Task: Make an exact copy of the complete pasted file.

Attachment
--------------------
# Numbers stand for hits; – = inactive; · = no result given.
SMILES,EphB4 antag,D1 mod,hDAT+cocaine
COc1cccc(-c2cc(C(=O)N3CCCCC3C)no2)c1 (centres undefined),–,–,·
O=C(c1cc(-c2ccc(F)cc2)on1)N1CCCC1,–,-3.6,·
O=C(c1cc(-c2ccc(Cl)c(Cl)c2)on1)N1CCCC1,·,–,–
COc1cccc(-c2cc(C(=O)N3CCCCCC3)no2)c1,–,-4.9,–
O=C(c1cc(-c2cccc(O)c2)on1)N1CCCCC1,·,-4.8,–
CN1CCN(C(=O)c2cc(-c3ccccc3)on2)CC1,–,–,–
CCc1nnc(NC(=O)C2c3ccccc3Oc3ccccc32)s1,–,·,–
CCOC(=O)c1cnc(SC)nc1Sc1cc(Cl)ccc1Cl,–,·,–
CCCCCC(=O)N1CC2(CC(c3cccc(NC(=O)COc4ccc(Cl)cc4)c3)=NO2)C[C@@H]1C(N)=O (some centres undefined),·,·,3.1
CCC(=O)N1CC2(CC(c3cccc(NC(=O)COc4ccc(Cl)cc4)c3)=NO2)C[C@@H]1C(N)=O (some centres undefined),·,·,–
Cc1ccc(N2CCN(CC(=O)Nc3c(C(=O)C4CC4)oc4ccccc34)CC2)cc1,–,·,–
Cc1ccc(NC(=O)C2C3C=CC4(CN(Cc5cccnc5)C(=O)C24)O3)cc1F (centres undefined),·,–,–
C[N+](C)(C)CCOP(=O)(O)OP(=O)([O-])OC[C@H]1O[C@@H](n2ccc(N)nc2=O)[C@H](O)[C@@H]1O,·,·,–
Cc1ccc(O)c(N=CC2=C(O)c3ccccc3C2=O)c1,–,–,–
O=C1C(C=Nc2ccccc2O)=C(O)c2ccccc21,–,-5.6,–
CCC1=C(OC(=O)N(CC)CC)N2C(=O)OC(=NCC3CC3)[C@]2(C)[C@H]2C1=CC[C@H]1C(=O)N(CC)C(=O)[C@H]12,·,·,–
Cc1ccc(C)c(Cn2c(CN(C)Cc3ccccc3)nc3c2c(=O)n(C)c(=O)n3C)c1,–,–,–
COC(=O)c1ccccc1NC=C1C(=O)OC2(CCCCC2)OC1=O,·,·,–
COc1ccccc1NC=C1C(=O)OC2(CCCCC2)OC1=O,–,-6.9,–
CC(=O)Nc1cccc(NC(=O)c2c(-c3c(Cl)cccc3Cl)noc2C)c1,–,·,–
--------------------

# Numbers stand for hits; – = inactive; · = no result given.
SMILES,EphB4 antag,D1 mod,hDAT+cocaine
COc1cccc(-c2cc(C(=O)N3CCCCC3C)no2)c1 (centres undefined),–,–,·
O=C(c1cc(-c2ccc(F)cc2)on1)N1CCCC1,–,-3.6,·
O=C(c1cc(-c2ccc(Cl)c(Cl)c2)on1)N1CCCC1,·,–,–
COc1cccc(-c2cc(C(=O)N3CCCCCC3)no2)c1,–,-4.9,–
O=C(c1cc(-c2cccc(O)c2)on1)N1CCCCC1,·,-4.8,–
CN1CCN(C(=O)c2cc(-c3ccccc3)on2)CC1,–,–,–
CCc1nnc(NC(=O)C2c3ccccc3Oc3ccccc32)s1,–,·,–
CCOC(=O)c1cnc(SC)nc1Sc1cc(Cl)ccc1Cl,–,·,–
CCCCCC(=O)N1CC2(CC(c3cccc(NC(=O)COc4ccc(Cl)cc4)c3)=NO2)C[C@@H]1C(N)=O (some centres undefined),·,·,3.1
CCC(=O)N1CC2(CC(c3cccc(NC(=O)COc4ccc(Cl)cc4)c3)=NO2)C[C@@H]1C(N)=O (some centres undefined),·,·,–
Cc1ccc(N2CCN(CC(=O)Nc3c(C(=O)C4CC4)oc4ccccc34)CC2)cc1,–,·,–
Cc1ccc(NC(=O)C2C3C=CC4(CN(Cc5cccnc5)C(=O)C24)O3)cc1F (centres undefined),·,–,–
C[N+](C)(C)CCOP(=O)(O)OP(=O)([O-])OC[C@H]1O[C@@H](n2ccc(N)nc2=O)[C@H](O)[C@@H]1O,·,·,–
Cc1ccc(O)c(N=CC2=C(O)c3ccccc3C2=O)c1,–,–,–
O=C1C(C=Nc2ccccc2O)=C(O)c2ccccc21,–,-5.6,–
CCC1=C(OC(=O)N(CC)CC)N2C(=O)OC(=NCC3CC3)[C@]2(C)[C@H]2C1=CC[C@H]1C(=O)N(CC)C(=O)[C@H]12,·,·,–
Cc1ccc(C)c(Cn2c(CN(C)Cc3ccccc3)nc3c2c(=O)n(C)c(=O)n3C)c1,–,–,–
COC(=O)c1ccccc1NC=C1C(=O)OC2(CCCCC2)OC1=O,·,·,–
COc1ccccc1NC=C1C(=O)OC2(CCCCC2)OC1=O,–,-6.9,–
CC(=O)Nc1cccc(NC(=O)c2c(-c3c(Cl)cccc3Cl)noc2C)c1,–,·,–